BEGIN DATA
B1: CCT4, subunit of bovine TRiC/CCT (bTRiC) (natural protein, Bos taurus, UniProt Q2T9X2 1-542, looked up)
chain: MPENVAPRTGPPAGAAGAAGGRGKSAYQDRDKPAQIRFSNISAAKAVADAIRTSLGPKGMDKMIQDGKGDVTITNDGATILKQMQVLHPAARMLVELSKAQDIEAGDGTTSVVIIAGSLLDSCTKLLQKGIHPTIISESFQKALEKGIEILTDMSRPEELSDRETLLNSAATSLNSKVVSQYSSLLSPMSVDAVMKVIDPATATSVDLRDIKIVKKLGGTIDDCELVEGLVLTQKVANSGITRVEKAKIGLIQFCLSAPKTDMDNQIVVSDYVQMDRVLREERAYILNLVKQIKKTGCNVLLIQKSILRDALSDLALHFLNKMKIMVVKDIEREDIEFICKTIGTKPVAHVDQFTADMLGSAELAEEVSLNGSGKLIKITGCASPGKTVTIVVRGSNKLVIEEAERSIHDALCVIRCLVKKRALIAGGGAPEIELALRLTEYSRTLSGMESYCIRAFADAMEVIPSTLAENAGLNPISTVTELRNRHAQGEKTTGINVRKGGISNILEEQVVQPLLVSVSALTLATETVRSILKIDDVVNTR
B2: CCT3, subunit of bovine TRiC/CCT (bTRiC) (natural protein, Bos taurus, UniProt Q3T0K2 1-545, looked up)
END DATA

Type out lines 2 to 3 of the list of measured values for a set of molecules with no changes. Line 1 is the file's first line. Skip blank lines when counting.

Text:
chain: MPENVAPRTGPPAGAAGAAGGRGKSAYQDRDKPAQIRFSNISAAKAVADAIRTSLGPKGMDKMIQDGKGDVTITNDGATILKQMQVLHPAARMLVELSKAQDIEAGDGTTSVVIIAGSLLDSCTKLLQKGIHPTIISESFQKALEKGIEILTDMSRPEELSDRETLLNSAATSLNSKVVSQYSSLLSPMSVDAVMKVIDPATATSVDLRDIKIVKKLGGTIDDCELVEGLVLTQKVANSGITRVEKAKIGLIQFCLSAPKTDMDNQIVVSDYVQMDRVLREERAYILNLVKQIKKTGCNVLLIQKSILRDALSDLALHFLNKMKIMVVKDIEREDIEFICKTIGTKPVAHVDQFTADMLGSAELAEEVSLNGSGKLIKITGCASPGKTVTIVVRGSNKLVIEEAERSIHDALCVIRCLVKKRALIAGGGAPEIELALRLTEYSRTLSGMESYCIRAFADAMEVIPSTLAENAGLNPISTVTELRNRHAQGEKTTGINVRKGGISNILEEQVVQPLLVSVSALTLATETVRSILKIDDVVNTR
B2: CCT3, subunit of bovine TRiC/CCT (bTRiC) (natural protein, Bos taurus, UniProt Q3T0K2 1-545, looked up)